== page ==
As many as 1,800 drives sold in the Netherlands and Taiwan after August 2007 were reportedly infected with the virus, which scanned for passwords for products such as World of Warcraft and QQ and uploading them to a website in Beijing.


According to Falun Gong media The Epoch Times and Pan-democracy political groups, China has been sending spies into Hong Kong harassing dissents and Falun Gong practitioners. In 2012, according to Oriental Daily, a Chinese security ministry official has been arrested in Hong Kong on suspicion of acting as a double agent for the United States.



Belgian Justice Minister Jo Vandeurzen accused the Chinese government of electronic espionage against the government of Belgium, while Foreign Minister Karel De Gucht informed the Belgian Federal Parliament that his ministry was hacked by Chinese agents. The espionage is possibly linked to Belgium hosting the headquarters of NATO and the European Union.
The Katholieke Universiteit Leuven in Leuven was also believed to be the center of a group of Chinese students in Europe conducting industrial espionage, operating under a front organization called The Chinese Students’ and Scholars’ Association of Leuven.
In 2005 a leading figure of the Association defected to Belgium, providing information to the Sûreté de l’Etat on hundreds of spies engaged in economic espionage across Europe.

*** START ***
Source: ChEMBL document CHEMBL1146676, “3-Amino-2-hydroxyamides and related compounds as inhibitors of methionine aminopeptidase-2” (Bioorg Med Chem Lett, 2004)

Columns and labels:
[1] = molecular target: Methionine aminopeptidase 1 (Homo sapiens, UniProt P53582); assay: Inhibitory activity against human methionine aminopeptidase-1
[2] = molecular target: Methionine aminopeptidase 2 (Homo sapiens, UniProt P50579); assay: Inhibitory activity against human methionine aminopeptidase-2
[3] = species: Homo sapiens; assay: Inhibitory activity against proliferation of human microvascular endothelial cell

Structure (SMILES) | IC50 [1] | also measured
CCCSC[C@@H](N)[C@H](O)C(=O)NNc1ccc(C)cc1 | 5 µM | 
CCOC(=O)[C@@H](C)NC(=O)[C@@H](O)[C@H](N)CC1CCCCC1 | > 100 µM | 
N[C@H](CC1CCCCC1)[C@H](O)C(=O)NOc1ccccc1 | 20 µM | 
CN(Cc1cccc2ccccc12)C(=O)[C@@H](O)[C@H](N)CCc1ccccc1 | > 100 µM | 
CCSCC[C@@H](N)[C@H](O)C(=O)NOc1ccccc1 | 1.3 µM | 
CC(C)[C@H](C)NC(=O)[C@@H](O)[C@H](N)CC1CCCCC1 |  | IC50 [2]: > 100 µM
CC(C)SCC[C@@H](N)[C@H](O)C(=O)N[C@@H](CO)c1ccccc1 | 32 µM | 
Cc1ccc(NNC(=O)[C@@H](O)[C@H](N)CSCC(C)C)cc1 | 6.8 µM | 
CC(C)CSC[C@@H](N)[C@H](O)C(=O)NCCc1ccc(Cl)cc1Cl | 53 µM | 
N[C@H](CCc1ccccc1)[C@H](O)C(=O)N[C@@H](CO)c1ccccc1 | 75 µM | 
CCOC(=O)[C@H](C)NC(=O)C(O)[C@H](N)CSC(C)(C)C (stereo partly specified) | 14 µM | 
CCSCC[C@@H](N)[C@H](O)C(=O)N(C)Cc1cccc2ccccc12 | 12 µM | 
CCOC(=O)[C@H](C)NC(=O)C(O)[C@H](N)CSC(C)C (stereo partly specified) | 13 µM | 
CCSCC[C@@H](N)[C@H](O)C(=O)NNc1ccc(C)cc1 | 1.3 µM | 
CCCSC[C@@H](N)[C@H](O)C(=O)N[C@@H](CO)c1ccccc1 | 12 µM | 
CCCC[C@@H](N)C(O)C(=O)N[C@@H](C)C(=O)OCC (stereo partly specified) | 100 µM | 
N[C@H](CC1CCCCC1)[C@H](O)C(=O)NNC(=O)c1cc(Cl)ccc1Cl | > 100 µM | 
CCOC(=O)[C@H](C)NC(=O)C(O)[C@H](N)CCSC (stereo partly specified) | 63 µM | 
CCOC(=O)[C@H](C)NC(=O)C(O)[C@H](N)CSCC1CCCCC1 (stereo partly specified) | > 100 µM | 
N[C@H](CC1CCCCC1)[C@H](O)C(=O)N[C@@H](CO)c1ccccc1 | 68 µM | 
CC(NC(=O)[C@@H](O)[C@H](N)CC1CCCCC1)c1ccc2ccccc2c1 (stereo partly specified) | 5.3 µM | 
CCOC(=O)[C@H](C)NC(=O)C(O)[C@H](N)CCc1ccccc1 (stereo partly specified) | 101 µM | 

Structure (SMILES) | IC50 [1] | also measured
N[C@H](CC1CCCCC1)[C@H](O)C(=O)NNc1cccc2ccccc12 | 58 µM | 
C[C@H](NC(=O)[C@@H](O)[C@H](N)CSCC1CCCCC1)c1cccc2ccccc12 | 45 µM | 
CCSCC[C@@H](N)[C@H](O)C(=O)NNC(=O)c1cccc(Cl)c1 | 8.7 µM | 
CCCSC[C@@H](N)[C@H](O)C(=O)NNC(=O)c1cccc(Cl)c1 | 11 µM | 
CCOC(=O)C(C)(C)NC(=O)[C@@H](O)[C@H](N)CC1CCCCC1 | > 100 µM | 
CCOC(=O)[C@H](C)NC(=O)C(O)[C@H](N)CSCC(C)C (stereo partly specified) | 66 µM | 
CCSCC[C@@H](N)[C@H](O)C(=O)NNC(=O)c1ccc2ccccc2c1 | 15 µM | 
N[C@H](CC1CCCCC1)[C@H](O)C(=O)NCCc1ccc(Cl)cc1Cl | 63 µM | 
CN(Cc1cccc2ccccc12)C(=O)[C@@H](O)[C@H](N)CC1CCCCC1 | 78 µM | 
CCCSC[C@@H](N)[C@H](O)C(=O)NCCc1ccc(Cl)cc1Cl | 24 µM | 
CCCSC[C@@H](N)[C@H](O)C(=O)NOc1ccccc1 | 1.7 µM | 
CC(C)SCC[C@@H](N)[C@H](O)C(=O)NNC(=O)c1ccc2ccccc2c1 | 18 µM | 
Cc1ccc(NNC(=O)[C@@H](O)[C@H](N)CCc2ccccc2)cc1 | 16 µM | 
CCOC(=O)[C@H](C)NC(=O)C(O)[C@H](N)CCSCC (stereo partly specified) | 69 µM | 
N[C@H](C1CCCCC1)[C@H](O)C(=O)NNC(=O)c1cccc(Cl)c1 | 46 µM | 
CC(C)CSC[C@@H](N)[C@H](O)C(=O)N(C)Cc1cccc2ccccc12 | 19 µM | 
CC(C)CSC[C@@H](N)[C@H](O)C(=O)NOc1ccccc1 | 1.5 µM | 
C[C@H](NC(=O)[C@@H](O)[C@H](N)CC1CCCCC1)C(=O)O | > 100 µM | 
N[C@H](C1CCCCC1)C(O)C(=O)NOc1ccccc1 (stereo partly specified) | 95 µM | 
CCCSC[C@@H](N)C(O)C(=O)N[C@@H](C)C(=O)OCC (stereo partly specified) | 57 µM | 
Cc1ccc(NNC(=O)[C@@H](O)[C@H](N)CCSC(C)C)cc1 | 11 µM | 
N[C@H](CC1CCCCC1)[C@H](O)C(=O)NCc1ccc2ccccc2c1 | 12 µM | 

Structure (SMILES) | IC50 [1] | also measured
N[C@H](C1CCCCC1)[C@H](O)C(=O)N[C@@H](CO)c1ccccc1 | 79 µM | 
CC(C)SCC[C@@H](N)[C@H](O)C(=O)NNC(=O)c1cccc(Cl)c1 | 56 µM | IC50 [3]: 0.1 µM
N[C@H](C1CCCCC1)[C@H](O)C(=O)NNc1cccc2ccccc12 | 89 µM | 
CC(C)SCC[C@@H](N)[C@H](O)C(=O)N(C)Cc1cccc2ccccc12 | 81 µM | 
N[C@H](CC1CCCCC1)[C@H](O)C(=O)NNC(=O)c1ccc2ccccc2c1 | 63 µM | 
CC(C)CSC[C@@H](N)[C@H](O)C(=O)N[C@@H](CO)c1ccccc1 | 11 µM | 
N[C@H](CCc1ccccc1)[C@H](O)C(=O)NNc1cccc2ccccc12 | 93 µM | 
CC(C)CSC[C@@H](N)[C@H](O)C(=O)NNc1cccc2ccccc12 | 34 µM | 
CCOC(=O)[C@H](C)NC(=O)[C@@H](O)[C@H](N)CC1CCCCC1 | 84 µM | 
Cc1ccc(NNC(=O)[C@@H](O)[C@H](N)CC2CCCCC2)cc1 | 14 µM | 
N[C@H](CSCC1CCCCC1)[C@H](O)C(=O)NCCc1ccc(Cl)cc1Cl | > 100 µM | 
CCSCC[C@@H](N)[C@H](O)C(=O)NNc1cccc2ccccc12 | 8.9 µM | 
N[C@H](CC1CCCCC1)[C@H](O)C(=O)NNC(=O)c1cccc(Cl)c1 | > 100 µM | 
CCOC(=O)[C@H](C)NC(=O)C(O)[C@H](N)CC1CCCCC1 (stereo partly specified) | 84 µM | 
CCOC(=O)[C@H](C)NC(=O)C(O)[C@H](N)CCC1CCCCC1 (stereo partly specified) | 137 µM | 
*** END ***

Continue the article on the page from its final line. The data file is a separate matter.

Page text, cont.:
The group had no obvious links to Chinese diplomats and was focused on getting moles into laboratories and universities in the Netherlands, Britain, Germany, France and Belgium.
The People’s Daily, an organ of the Central Committee of the Communist Party of China, dismissed the reports as fabrications triggered by fears of China’s economic development.


There have been several incidents of suspected Chinese spies in France. This includes Shi Pei Pu, a Chinese opera singer from Beijing who convinced a French diplomat that he was a woman, and spied on France.
French media also portrayed Li Li Whuang (李李), a 22-year-old Chinese intern at car parts maker Valeo, as an industrial spy.
Both the French prosecution and Valeo refuted media claims of spying and the case was later considered to be a psychosis.
Li Li was ultimately convicted of violating the confidentiality clause in her contract and served two months in prison, but was allowed to continue her doctoral studies at the University of Technology of Compiègne.


Germany suspects China of spying both on German corporations and on Uyghur expatriates living in the country.
The Federal Ministry of the Interior estimates that Chinese economic espionage could be costing Germany between 20 and 50 billion euros annually.
Spies are reportedly targeting mid- and small-scale companies that do not have as strong security regimens as larger corporations.
Berthold Stoppelkamp, head of the Working Group for Economic Security (ASW), stated that German companies had a poor security culture making espionage easier, exacerbated by the absence of a “strong, centralized” police command.